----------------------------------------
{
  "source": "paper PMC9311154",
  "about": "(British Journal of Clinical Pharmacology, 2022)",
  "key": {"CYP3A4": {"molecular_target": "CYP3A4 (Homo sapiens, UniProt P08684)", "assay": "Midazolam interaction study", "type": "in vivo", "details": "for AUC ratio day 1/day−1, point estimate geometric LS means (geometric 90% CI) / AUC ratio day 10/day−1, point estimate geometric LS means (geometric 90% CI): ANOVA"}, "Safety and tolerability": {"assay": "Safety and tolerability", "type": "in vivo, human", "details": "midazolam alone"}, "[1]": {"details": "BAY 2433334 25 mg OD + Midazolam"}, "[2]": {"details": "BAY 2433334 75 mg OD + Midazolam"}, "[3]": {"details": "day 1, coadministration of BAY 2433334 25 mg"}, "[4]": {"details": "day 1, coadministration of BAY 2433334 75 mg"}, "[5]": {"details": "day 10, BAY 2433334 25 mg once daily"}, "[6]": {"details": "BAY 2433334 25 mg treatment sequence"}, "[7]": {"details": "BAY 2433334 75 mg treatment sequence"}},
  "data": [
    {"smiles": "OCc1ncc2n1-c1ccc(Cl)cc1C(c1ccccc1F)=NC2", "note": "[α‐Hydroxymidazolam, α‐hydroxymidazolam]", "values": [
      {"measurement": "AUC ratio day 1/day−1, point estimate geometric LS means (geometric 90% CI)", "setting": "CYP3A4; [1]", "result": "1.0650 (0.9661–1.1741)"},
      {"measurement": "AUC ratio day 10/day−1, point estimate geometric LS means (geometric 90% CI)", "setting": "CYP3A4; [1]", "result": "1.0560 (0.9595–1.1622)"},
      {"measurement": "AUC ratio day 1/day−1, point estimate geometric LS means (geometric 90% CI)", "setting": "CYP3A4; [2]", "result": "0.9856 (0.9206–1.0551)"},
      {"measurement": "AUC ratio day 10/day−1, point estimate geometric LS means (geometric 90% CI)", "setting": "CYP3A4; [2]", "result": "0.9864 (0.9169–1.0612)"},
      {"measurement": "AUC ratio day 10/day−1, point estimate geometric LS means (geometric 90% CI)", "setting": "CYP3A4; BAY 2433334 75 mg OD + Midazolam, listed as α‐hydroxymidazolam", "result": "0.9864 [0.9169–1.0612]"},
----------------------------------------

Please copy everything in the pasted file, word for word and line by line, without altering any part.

{
  "source": "paper PMC9311154",
  "about": "(British Journal of Clinical Pharmacology, 2022)",
  "key": {"CYP3A4": {"molecular_target": "CYP3A4 (Homo sapiens, UniProt P08684)", "assay": "Midazolam interaction study", "type": "in vivo", "details": "for AUC ratio day 1/day−1, point estimate geometric LS means (geometric 90% CI) / AUC ratio day 10/day−1, point estimate geometric LS means (geometric 90% CI): ANOVA"}, "Safety and tolerability": {"assay": "Safety and tolerability", "type": "in vivo, human", "details": "midazolam alone"}, "[1]": {"details": "BAY 2433334 25 mg OD + Midazolam"}, "[2]": {"details": "BAY 2433334 75 mg OD + Midazolam"}, "[3]": {"details": "day 1, coadministration of BAY 2433334 25 mg"}, "[4]": {"details": "day 1, coadministration of BAY 2433334 75 mg"}, "[5]": {"details": "day 10, BAY 2433334 25 mg once daily"}, "[6]": {"details": "BAY 2433334 25 mg treatment sequence"}, "[7]": {"details": "BAY 2433334 75 mg treatment sequence"}},
  "data": [
    {"smiles": "OCc1ncc2n1-c1ccc(Cl)cc1C(c1ccccc1F)=NC2", "note": "[α‐Hydroxymidazolam, α‐hydroxymidazolam]", "values": [
      {"measurement": "AUC ratio day 1/day−1, point estimate geometric LS means (geometric 90% CI)", "setting": "CYP3A4; [1]", "result": "1.0650 (0.9661–1.1741)"},
      {"measurement": "AUC ratio day 10/day−1, point estimate geometric LS means (geometric 90% CI)", "setting": "CYP3A4; [1]", "result": "1.0560 (0.9595–1.1622)"},
      {"measurement": "AUC ratio day 1/day−1, point estimate geometric LS means (geometric 90% CI)", "setting": "CYP3A4; [2]", "result": "0.9856 (0.9206–1.0551)"},
      {"measurement": "AUC ratio day 10/day−1, point estimate geometric LS means (geometric 90% CI)", "setting": "CYP3A4; [2]", "result": "0.9864 (0.9169–1.0612)"},
      {"measurement": "AUC ratio day 10/day−1, point estimate geometric LS means (geometric 90% CI)", "setting": "CYP3A4; BAY 2433334 75 mg OD + Midazolam, listed as α‐hydroxymidazolam", "result": "0.9864 [0.9169–1.0612]"},